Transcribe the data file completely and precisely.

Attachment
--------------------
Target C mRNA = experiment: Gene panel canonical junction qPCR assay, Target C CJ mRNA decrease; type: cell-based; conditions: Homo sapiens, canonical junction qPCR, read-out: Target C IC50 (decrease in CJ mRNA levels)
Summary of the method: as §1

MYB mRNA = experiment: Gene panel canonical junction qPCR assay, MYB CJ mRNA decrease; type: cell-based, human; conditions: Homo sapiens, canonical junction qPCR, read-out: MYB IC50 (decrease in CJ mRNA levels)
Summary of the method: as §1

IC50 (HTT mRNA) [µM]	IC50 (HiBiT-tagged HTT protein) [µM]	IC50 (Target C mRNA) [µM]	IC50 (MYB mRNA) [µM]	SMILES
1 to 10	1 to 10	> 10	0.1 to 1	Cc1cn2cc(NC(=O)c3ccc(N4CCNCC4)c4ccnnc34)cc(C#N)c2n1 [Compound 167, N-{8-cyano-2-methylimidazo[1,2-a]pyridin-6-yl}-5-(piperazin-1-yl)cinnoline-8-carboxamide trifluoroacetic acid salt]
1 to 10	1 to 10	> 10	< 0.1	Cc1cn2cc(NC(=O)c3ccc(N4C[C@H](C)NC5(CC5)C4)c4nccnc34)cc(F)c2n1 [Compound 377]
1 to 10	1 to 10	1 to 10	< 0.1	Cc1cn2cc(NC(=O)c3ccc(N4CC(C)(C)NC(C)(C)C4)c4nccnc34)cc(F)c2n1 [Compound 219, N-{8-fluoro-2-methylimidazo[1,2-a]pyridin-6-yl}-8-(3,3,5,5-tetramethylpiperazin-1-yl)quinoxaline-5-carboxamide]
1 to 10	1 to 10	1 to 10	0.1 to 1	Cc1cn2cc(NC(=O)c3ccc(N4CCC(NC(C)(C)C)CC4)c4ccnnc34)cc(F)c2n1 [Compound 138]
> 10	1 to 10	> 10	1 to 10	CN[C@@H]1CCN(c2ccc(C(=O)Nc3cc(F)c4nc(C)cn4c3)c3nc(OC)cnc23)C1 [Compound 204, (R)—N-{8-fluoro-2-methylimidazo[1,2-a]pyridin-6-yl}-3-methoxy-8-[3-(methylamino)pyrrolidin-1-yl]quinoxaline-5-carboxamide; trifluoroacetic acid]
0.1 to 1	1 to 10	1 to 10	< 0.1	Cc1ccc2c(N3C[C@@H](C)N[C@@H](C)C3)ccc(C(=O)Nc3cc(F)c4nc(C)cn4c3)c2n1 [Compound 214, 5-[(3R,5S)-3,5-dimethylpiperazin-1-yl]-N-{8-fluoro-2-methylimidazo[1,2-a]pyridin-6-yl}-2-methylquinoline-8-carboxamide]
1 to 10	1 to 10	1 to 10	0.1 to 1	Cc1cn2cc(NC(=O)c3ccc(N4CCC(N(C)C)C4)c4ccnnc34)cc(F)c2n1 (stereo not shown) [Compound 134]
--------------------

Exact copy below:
Target C mRNA = experiment: Gene panel canonical junction qPCR assay, Target C CJ mRNA decrease; type: cell-based; conditions: Homo sapiens, canonical junction qPCR, read-out: Target C IC50 (decrease in CJ mRNA levels)
Summary of the method: as §1

MYB mRNA = experiment: Gene panel canonical junction qPCR assay, MYB CJ mRNA decrease; type: cell-based, human; conditions: Homo sapiens, canonical junction qPCR, read-out: MYB IC50 (decrease in CJ mRNA levels)
Summary of the method: as §1

IC50 (HTT mRNA) [µM]	IC50 (HiBiT-tagged HTT protein) [µM]	IC50 (Target C mRNA) [µM]	IC50 (MYB mRNA) [µM]	SMILES
1 to 10	1 to 10	> 10	0.1 to 1	Cc1cn2cc(NC(=O)c3ccc(N4CCNCC4)c4ccnnc34)cc(C#N)c2n1 [Compound 167, N-{8-cyano-2-methylimidazo[1,2-a]pyridin-6-yl}-5-(piperazin-1-yl)cinnoline-8-carboxamide trifluoroacetic acid salt]
1 to 10	1 to 10	> 10	< 0.1	Cc1cn2cc(NC(=O)c3ccc(N4C[C@H](C)NC5(CC5)C4)c4nccnc34)cc(F)c2n1 [Compound 377]
1 to 10	1 to 10	1 to 10	< 0.1	Cc1cn2cc(NC(=O)c3ccc(N4CC(C)(C)NC(C)(C)C4)c4nccnc34)cc(F)c2n1 [Compound 219, N-{8-fluoro-2-methylimidazo[1,2-a]pyridin-6-yl}-8-(3,3,5,5-tetramethylpiperazin-1-yl)quinoxaline-5-carboxamide]
1 to 10	1 to 10	1 to 10	0.1 to 1	Cc1cn2cc(NC(=O)c3ccc(N4CCC(NC(C)(C)C)CC4)c4ccnnc34)cc(F)c2n1 [Compound 138]
> 10	1 to 10	> 10	1 to 10	CN[C@@H]1CCN(c2ccc(C(=O)Nc3cc(F)c4nc(C)cn4c3)c3nc(OC)cnc23)C1 [Compound 204, (R)—N-{8-fluoro-2-methylimidazo[1,2-a]pyridin-6-yl}-3-methoxy-8-[3-(methylamino)pyrrolidin-1-yl]quinoxaline-5-carboxamide; trifluoroacetic acid]
0.1 to 1	1 to 10	1 to 10	< 0.1	Cc1ccc2c(N3C[C@@H](C)N[C@@H](C)C3)ccc(C(=O)Nc3cc(F)c4nc(C)cn4c3)c2n1 [Compound 214, 5-[(3R,5S)-3,5-dimethylpiperazin-1-yl]-N-{8-fluoro-2-methylimidazo[1,2-a]pyridin-6-yl}-2-methylquinoline-8-carboxamide]
1 to 10	1 to 10	1 to 10	0.1 to 1	Cc1cn2cc(NC(=O)c3ccc(N4CCC(N(C)C)C4)c4ccnnc34)cc(F)c2n1 (stereo not shown) [Compound 134]